happy 2015
January 1, 2015

‘Twas the night before New Year’s, when all through the house

Not a creature was sober, not even a mouse;

The streamers were hung from the ceiling with care,

In preparation for guests who soon would be there;

The champagne was nestled all snug on its ice;

While countdowns and make-outs began to seem nice;

And bae in her bow tie, and I in my vest,

Had just begun pregaming the long winter’s fest,

When out on the street there arose such a clatter,

I sprang from the couch to see what was the matter.

Away to the side door I drunkenly tripped,

Stepped out in the snow and tried not to slip.

The moon on the trash heaps and gutters of slush

Made me pause, the wind whipping, my face growing flush,

When what to my wondering eyes did appear,

But a huge group of queermos all carrying beer,

With a swaggering leader, her style all the rage,

I knew in a moment she must be Ellen Page.

Flyer than eagles  her wingwomen they came,

And she whistled, and shouted, and called them by name:

“Hey, Kristen! now, Portia! now Ellen and Vixen!

On, Laverne! on, Riese! on, Samira and Blitzen!

To the top of the porch! to the end of the hall!

Now drink away! sing away! dance away all!”

So up to the porch the roller girls they flew

With bags full of whiskey, and rainbow cake too—

As I drew in my head, and was turning around,

Into the house Ellen Page came with a bound.

In her best Tomboy snapback, her cheeks all aglow,

her clothes were all dusted with glitter and snow;

She flipped up the collar of her frayed denim vest,

And her Canadian flannel out-gayed all the rest.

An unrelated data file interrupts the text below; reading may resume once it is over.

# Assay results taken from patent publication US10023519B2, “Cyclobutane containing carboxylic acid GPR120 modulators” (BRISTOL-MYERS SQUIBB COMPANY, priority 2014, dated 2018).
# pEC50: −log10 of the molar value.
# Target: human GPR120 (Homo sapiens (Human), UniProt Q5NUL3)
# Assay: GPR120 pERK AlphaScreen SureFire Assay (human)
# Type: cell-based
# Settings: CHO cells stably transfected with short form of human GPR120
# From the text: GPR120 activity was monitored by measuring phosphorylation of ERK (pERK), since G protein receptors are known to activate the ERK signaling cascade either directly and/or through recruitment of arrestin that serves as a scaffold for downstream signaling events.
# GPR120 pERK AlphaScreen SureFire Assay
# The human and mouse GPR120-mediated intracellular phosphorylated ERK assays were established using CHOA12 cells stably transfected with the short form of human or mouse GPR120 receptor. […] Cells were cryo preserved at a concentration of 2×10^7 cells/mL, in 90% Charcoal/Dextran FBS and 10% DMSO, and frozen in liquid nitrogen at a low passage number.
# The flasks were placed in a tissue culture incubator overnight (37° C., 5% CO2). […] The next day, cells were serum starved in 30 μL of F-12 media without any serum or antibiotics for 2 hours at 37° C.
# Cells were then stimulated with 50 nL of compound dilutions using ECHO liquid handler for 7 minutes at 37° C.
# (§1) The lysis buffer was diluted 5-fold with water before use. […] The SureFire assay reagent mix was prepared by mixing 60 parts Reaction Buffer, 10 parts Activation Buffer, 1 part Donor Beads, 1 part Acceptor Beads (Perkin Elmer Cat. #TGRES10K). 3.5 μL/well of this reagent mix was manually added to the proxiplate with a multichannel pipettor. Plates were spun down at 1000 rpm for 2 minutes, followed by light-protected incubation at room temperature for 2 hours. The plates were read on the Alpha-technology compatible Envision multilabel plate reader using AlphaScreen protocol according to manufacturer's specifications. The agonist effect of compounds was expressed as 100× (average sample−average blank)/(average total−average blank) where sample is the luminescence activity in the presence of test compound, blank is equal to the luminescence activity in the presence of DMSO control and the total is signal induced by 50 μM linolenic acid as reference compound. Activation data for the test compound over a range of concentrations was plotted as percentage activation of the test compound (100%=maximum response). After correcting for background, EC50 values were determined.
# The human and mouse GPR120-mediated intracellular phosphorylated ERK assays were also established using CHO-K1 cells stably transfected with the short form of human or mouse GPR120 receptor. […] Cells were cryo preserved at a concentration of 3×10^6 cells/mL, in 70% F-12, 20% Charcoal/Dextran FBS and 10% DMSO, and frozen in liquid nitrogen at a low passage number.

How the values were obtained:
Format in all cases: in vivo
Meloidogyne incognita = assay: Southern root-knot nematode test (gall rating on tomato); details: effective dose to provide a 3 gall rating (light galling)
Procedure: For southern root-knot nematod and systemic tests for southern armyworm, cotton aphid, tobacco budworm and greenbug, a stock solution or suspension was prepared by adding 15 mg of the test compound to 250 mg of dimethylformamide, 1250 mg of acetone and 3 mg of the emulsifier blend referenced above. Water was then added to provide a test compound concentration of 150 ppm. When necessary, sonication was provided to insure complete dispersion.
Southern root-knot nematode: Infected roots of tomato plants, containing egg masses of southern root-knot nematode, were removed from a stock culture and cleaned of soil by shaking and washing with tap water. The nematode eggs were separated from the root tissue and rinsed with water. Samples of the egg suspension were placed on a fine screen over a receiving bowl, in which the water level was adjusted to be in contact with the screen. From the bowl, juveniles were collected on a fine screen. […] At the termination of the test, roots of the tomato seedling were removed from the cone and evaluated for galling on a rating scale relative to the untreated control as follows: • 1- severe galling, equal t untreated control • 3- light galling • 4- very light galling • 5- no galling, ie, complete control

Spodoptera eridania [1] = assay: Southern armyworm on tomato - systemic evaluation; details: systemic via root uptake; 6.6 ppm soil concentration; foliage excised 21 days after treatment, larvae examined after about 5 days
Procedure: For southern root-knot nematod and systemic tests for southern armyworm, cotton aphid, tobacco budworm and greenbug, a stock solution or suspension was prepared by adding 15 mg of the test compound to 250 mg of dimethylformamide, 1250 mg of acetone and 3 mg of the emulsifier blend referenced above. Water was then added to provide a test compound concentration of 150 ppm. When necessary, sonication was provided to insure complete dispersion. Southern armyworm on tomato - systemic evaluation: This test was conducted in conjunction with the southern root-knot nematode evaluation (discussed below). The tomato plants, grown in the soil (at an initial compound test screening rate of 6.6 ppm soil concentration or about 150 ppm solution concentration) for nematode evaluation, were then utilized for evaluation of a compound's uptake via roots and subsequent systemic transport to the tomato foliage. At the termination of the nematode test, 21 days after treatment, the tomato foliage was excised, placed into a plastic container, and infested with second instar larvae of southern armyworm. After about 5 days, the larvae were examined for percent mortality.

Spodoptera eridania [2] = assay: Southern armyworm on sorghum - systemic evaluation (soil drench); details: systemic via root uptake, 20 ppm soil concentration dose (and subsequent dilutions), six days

Her eyes—how they smoldered! her smirk was so dreamy!

The holes in her jeans made us all a bit steamy!

Her eyeliner game was as always mad strong,

And her skinny tie proved that she could do no wrong;

With effortless cool, she opened a beer with her teeth

when I noticed the mistletoe she was dancing beneath;

I sidled up towards her, with no ounce of stealth,

And I blushed when she smiled, in spite of myself;

A wink of her eye and a touch of her hand

were all that it took; I could barely stand;

She spoke not a word, but started dancing with me,

Robyn playing in the background, as gay as could be.

And laying her hand on the side of my face,

she kissed me, then turned with queerest of grace;

She slipped on her blazer, gave her posse a call,

And away they all ran to Times Square and the ball.

And I heard her exclaim, as she danced out of sight—

“Happy New Year to all, and to all a gay night!”


summer canon
July 15, 2014

When it reaches 100ºF in the afternoon and the only activity that is both free and not sweat-inducing is taking the bus to the public library, it makes sense that one would spend most of the summer reading in the safety of air conditioned rooms. This is exactly what I have been doing. Despite my lack of recent posts, I have been writing, too, though I am hoarding away my new poems until I have made it past the usual all-my-writing-is-terrible phase of the revision process. In lieu, then, of posting anything original, I am very lazily offering up a list of the things I have read this summer so far. I would highly recommend all of them. 

by Anne Carson:  

Glass, Irony and God 
If Not, Winter: Fragments of Sappho
Autobiography of Red 

by Jeanette Winterson:

Art Objects
Why Be Happy When You Could Be Normal? 

by Virginia Woolf:

A Room of One’s Own
Mrs. Dalloway

On my desk is also Judith Butler’s Excitable Speech: A Politics of the Performative, which I have been reading only a few pages at a time when I’m in the mood for theory, and I also have a daunting stack of Derrida that I checked out last week in a moment of extreme readerly optimism. I will in all likelihood read 20-30 pages of a random chapter of Writing and Difference before losing my scholarly resolve and switching back to fiction. Woolf’s Orlando and To The Lighthouse are piled underneath Derrida’s essay collections, and they look inviting. In the course of writing this post, I have also put two of Winterson’s novels, The Passion and Written on the Body, on hold through the magic that is online cataloging. Give a bibliophile a library card…